Alabama Ag Commissioner Focused on How to Feed the World
Monday, March 12th, 2012
By 2050 – about 38 growing seasons from now – the world's population is projected to hit 9 billion. That fact has Alabama Department of Agriculture and Industries Commissioner John McMillian thinking about how Alabama growers can help feed the world.
"There are studies that show the world will have more mega-cities with smaller ag production coming from classrooms and families. We're already seeing some of that in Alabama," McMillan said.
"We're working with universities and private groups to address some of the challenges that arise with smaller ag production like how you aggregate it and get it to market."
Among the efforts under way at the Department of Agriculture and Industries are a new program to work with small producers of fruits and vegetables and initiatives focused on the growth and export of organics. In all its efforts, the department is working more closely with other state and federal organizations as well as private groups.
"Because of the cutbacks we've had in our budget, we're trying to network with others to expand our capabilities," McMillan said.
Priorities for 2012
With the state legislature in session, the focus this year is on proposed legislation to expand the irrigated acreage in Alabama by providing tax credits and other incentives to growers. With many growers leasing their acreage from landowners, they often lack the long-term commitment needed to invest in irrigation.
"Alabama has significantly less acreage under irrigation than Georgia or Mississippi. It's become a bigger issue in recent years as we've seen drier conditions," McMillan said.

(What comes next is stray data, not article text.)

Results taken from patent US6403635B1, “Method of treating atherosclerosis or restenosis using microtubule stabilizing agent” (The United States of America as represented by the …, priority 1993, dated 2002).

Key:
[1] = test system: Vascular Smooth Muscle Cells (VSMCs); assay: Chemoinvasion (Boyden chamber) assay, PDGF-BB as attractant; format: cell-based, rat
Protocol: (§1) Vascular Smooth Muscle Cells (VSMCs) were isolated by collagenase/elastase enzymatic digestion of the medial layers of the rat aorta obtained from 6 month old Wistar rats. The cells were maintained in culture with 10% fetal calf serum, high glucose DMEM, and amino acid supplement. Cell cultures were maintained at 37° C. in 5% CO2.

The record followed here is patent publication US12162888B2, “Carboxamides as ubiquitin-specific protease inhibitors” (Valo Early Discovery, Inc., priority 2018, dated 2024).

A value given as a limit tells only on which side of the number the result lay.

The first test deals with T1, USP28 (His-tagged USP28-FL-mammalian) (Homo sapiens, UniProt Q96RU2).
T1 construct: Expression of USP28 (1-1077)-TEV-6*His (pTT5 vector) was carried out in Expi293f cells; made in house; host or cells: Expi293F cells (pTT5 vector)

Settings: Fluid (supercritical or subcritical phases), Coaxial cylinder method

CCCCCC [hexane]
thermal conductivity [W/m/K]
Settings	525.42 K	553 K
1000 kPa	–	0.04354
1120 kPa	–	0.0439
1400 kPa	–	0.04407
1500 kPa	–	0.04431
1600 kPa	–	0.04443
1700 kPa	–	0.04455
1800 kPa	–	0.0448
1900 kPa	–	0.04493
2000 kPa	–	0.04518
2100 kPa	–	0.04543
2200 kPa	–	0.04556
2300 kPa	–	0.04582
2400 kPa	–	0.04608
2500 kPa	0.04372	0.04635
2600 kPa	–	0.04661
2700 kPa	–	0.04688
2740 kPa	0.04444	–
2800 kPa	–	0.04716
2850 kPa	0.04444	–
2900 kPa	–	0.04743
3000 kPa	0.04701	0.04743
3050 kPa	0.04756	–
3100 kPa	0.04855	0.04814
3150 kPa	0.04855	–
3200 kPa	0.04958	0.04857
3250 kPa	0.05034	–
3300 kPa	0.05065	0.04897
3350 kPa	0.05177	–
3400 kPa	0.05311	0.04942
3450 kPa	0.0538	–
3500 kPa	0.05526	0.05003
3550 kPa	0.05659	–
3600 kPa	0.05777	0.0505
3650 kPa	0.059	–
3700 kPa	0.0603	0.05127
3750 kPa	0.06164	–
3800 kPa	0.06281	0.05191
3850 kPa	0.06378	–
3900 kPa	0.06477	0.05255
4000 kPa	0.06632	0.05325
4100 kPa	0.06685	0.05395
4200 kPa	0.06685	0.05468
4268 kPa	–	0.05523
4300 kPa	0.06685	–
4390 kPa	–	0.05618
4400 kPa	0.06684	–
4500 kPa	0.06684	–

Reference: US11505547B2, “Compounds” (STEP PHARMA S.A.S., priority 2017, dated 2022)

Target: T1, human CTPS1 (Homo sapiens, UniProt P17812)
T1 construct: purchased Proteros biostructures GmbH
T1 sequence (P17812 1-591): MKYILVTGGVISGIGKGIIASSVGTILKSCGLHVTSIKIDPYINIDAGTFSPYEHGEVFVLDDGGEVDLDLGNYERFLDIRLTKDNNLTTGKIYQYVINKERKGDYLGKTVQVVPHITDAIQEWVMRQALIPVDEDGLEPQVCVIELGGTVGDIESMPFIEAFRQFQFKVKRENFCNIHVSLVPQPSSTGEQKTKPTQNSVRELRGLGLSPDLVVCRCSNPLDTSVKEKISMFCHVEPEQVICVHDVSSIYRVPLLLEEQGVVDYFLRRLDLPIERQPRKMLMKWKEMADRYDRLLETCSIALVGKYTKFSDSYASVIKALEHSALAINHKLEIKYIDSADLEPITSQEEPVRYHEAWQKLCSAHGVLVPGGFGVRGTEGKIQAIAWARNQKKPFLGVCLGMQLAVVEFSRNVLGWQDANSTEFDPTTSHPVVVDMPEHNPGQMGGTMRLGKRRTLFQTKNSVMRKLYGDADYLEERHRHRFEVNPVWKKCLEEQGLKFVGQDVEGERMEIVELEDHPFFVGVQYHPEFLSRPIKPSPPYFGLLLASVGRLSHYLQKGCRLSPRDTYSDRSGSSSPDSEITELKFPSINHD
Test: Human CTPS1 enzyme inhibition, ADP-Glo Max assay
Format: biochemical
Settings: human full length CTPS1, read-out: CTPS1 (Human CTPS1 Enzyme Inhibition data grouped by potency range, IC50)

Other proposed legislation would change the state's immigration act to make it more user friendly. The department also has grassroots efforts under way to help match growers who need workers with programs such as the Alabama Employment Centers and prison transition programs that can offer potential workers.
"Our state immigration law was passed later in the year than in other states so we did not feel the full impact of it in 2011," McMillan said.
A positive outlook
McMillan believes the next two to five years hold promise for farmers and ranchers. Even with the cost of inputs increasing, the outlook for profits remains positive.
"Like every other market, agriculture is now global. U.S. growers need to focus on being the primary producer in crops with good profit margins like corn. Here in Alabama, our biggest export is poultry," McMillan said.
According to McMillan, the refrigeration capabilities in the port of Mobile are keeping pace with the expected growth in poultry exports. That puts Alabama is a good position to be a primary producer of poultry in the global market.
Action in Washington, D.C. on a 2012 Farm Bill is also encouraging given the important safety net the bill provides farmers and ranchers. Recently the House Agriculture Committee announced a series of field hearings scheduled for March and April to gather feedback from growers on the impact of ag policy.
"We're fortunate in Alabama to have two House members on the Ag Committee. It looks like we will get a farm bill – one that emphasizes crop and livestock insurance and includes some changes on the conservation side," McMillan said
More information on the initiatives under way at the Alabama Department of Agriculture and Industries is available at agi.alabama.gov.